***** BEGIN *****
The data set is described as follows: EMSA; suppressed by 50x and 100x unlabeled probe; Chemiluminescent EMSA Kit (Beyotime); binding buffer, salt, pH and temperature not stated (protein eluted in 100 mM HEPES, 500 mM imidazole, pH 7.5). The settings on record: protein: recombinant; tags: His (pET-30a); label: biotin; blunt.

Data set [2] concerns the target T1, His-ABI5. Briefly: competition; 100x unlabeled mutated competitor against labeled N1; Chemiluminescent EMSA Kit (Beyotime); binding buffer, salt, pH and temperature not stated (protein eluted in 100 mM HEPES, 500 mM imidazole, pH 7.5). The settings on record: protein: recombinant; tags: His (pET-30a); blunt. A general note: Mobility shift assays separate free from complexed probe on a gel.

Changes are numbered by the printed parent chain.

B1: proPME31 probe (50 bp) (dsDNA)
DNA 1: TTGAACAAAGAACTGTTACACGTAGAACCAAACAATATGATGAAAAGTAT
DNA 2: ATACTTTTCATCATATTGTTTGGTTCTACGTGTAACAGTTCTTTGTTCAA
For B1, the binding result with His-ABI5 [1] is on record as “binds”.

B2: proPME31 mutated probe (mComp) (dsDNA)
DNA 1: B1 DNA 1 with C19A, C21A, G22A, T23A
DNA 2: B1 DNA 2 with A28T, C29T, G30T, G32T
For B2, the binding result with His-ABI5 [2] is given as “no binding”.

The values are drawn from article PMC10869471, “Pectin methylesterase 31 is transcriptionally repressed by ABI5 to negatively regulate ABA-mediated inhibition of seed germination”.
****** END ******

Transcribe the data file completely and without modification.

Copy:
The data set is described as follows: EMSA; suppressed by 50x and 100x unlabeled probe; Chemiluminescent EMSA Kit (Beyotime); binding buffer, salt, pH and temperature not stated (protein eluted in 100 mM HEPES, 500 mM imidazole, pH 7.5). The settings on record: protein: recombinant; tags: His (pET-30a); label: biotin; blunt.

Data set [2] concerns the target T1, His-ABI5. Briefly: competition; 100x unlabeled mutated competitor against labeled N1; Chemiluminescent EMSA Kit (Beyotime); binding buffer, salt, pH and temperature not stated (protein eluted in 100 mM HEPES, 500 mM imidazole, pH 7.5). The settings on record: protein: recombinant; tags: His (pET-30a); blunt. A general note: Mobility shift assays separate free from complexed probe on a gel.

Changes are numbered by the printed parent chain.

B1: proPME31 probe (50 bp) (dsDNA)
DNA 1: TTGAACAAAGAACTGTTACACGTAGAACCAAACAATATGATGAAAAGTAT
DNA 2: ATACTTTTCATCATATTGTTTGGTTCTACGTGTAACAGTTCTTTGTTCAA
For B1, the binding result with His-ABI5 [1] is on record as “binds”.

B2: proPME31 mutated probe (mComp) (dsDNA)
DNA 1: B1 DNA 1 with C19A, C21A, G22A, T23A
DNA 2: B1 DNA 2 with A28T, C29T, G30T, G32T
For B2, the binding result with His-ABI5 [2] is given as “no binding”.

The values are drawn from article PMC10869471, “Pectin methylesterase 31 is transcriptionally repressed by ABI5 to negatively regulate ABA-mediated inhibition of seed germination”.